The finalists are Kangasala House, Merenkulkijanranta residential area, OKOBANK office block, Opinmäki School and the timber-‐framed Puukuokka multi-‐storey residential building.
The Finlandia Prize for Architecture will be awarded by the Finnish Association of Architects SAFA in 2015 for the second time. The five finalists shortlisted by the pre-‐selection jury are: the Kangasala House cultural centre in Kangasala; the residential high-‐rise buildings at Merenkulkijanranta; the Opinmäki School in Espoo; the new OKOBANK office block in Helsinki; and the timber-‐framed Puukuokka high-‐rise residential building in Jyväskylä. The winner will be chosen by Kaija Saariaho, a Finnish composer of international renown, and will be announced at the awards ceremony to be held in Helsinki on 23 September 2015.
Kaija Saariaho: architecture shapes our life on a daily basis
This year, the organisers wanted to have the winner selected by a person of solid cultural merits who had made her name in a field other than architecture. Kaija Saariaho is one of Finland’s best known composers of contemporary music who has toured concert halls across the world.
“I’ve always taken a keen interest in architecture and of course concert halls. When visiting the buildings now proposed for the prize, I gave much thought to how deeply architecture affects our lives on a daily basis,” says Saariaho.
“What I found attractive about the OKOBANK block,” continues Saariaho assessing the finalists, “was that all the sites and services needed by the employees in the course of the day were found under the same glass roof that links up all the buildings in the complex.
The timber-‐framed Puukuokka high-‐rise building appealed to me because of the soft and cosy acoustics that could sensed even on the staircase and the intimate atmosphere of the dwellings. The Merenkulkijanranta residential block combines a dreamy, beautiful seafront view with a sense of community. The Kangasala House made a strong impression by its highly adaptable auditorium, versatility and stately exterior. The Opinmäki School is an interesting and open concept with its glass walls conducive to close interaction between classrooms.”
Standing next to a stone church, Kangasala House nicely rounds off the town’s centre. In the view of the pre-‐selection jury, this cultural centre completed in 2015 is fresh and innovative in combining various functions: a multipurpose auditorium, art museum, and the chambers of the municipal council and board. Inside, this stately concrete edifice divides into well-‐lit meandering ’canyons’ created by the light-‐coloured lobby spaces. The building is designed by Heikkinen-‐Komonen Architects.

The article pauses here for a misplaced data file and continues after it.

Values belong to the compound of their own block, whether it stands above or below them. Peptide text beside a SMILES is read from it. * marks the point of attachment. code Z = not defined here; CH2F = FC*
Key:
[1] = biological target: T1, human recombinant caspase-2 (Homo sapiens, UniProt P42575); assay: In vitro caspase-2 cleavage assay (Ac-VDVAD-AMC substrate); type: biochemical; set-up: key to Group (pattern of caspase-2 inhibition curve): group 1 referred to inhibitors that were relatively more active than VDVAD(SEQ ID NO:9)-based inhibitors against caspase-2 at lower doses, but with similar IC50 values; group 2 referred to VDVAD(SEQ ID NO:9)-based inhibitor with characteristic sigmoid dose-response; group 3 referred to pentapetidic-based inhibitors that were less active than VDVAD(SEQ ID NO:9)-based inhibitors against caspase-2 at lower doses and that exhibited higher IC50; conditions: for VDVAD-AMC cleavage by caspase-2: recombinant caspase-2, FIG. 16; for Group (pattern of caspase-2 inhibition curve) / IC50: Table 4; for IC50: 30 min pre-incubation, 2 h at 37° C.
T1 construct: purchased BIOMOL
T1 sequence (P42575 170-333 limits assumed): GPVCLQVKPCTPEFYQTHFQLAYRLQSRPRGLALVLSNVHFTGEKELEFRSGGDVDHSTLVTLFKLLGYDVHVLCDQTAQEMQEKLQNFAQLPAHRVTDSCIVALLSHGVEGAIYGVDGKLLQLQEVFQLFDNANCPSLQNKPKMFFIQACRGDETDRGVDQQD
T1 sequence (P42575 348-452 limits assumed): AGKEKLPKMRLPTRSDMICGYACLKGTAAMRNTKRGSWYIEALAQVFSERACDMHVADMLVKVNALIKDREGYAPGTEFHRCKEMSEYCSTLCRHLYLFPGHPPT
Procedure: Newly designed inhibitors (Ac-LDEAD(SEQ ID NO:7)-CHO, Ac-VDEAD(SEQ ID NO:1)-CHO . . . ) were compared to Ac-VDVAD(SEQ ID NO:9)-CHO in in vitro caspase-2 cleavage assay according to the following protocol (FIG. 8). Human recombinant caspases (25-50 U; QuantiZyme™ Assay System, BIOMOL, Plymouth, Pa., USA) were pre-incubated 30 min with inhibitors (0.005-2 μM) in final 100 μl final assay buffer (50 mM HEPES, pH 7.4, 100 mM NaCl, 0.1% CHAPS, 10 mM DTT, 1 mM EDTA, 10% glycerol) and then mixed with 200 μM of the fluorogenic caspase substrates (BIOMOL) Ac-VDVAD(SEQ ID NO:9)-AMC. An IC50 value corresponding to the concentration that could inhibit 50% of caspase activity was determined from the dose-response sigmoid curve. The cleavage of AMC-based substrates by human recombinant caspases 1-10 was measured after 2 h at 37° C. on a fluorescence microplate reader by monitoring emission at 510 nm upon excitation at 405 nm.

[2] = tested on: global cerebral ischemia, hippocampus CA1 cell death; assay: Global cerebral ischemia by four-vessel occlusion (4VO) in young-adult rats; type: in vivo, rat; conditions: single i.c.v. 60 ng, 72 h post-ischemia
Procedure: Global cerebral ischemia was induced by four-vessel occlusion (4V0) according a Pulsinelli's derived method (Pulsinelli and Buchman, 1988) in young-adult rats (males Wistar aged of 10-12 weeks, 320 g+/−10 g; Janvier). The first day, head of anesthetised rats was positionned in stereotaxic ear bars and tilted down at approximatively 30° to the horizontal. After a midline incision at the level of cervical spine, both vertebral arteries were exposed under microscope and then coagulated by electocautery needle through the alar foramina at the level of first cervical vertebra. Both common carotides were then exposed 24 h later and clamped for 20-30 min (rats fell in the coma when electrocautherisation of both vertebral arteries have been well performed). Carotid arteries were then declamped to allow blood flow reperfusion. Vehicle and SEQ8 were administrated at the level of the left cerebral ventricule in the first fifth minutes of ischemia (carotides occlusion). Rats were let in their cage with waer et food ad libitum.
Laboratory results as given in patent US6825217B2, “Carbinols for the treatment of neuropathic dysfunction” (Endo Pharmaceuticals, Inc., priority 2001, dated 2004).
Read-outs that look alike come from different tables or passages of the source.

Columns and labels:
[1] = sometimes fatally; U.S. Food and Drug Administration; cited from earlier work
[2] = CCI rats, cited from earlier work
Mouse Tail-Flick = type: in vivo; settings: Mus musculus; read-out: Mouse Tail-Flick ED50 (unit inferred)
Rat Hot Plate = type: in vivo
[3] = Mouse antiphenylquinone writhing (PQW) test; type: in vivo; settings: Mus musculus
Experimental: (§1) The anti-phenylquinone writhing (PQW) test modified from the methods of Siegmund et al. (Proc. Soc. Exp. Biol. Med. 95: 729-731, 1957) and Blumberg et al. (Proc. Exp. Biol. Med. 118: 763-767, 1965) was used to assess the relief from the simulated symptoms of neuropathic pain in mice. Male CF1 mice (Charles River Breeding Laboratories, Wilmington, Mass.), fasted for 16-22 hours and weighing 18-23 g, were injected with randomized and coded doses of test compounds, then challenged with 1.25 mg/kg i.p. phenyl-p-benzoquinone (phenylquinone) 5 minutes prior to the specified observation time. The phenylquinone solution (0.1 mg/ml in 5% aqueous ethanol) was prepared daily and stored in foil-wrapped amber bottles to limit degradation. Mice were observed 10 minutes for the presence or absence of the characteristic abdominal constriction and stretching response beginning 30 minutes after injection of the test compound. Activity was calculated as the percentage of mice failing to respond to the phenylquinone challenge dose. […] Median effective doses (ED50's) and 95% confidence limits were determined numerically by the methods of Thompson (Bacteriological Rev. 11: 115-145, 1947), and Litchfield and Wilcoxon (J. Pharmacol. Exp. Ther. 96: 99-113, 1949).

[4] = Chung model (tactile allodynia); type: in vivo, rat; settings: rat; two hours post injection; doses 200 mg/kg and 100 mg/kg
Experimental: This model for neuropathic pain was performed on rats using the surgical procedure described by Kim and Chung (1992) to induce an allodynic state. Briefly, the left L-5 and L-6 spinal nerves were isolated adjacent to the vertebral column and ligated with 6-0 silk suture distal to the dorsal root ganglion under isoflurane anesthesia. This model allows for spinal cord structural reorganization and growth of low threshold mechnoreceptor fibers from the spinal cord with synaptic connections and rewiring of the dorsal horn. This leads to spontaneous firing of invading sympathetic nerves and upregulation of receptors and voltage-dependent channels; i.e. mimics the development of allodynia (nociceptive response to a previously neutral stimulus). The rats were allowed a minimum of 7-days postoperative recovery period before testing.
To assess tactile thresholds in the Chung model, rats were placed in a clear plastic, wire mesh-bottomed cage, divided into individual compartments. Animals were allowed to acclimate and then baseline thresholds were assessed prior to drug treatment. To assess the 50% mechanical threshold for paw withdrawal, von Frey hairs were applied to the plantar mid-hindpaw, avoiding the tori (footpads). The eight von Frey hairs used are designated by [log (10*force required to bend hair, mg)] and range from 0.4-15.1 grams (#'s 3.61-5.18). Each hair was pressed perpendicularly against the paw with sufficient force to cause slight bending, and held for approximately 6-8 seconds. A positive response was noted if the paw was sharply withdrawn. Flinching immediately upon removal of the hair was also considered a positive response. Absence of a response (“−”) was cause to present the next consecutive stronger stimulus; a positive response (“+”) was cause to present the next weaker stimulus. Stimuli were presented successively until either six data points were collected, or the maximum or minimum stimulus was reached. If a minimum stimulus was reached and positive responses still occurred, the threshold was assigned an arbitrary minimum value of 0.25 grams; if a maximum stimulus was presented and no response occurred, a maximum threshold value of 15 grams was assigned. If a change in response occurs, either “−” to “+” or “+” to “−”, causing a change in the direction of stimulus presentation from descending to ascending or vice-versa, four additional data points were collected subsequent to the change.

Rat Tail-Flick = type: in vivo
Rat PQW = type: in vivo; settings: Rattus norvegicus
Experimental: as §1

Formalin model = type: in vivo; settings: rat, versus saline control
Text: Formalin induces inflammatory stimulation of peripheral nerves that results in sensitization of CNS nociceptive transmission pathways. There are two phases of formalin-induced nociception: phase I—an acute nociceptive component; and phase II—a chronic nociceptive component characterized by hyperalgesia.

The Merenkulkijanranta block sits on a seafront plot at the intersection of nature and urbanity in Lauttasaari, Helsinki. Construction has been carried out in several stages since 2008, with the last building completed in 2015. According to the pre-selection jury, the buildings reach out over the sea like the fingers of a hand. Under the buildings runs a public footpath – underlining the Finnish tradition of reserving the shoreline for public use. The block is designed by Arkkitehdit NRT Oy.
The OP House puts the finishing touch to a large urban block in the Vallila district, Helsinki. According to the pre-selection jury, the triangular openings or ‘cracks’ give a nice rhythm to the large volume of mass. At the centre of the block there is a high, well-lit space comprising conference rooms, restaurants, cafés and wellbeing services. The working environment is characterized by light and a sense of a unique experience. A diversity of historical layers adds a complementary touch to the complex. The house, completed in 2015, is designed by JKMM Architects.
Puukuokka, an eight-‐storied timber-‐framed residential building in Kuokkala, Jyväskylä, serves as a prime example of how to create original and individualistic housing design using new production and manufacturing techniques. The spacious stairwell offers a splendid view of the surrounding landscape creating a unique architectonic atmosphere in the heart of the building. The building was completed in 2014 and is designed by OOPEAA Office for Peripheral Architecture.
The Finlandia Prize for Architecture is awarded to a design or renovation design for an outstanding new building or building complex that has been completed within the past three years. The prize may be awarded either to a Finnish or foreign architect, or to an archictural firm for a project designed for a location in Finland; or to a Finnish architect or architectural firm for a project designed for a location abroad. The purpose of the prize is to promote the appreciation of high-‐quality architecture and to highlight the importance of architecture in producing cultural value and increasing well-‐being.
The Finnish Association of Architects, SAFA, made the decision to establish the Finlandia Prize for Architecture on 12 December 2011. The prize logo was created by the graphic designer Aimo Katajamäki. The logo was inspired by the earlier Acanthus leaf logo, drawn for SAFA by Alvar Aalto.
Cover photography by Tuomas Uusheimo.
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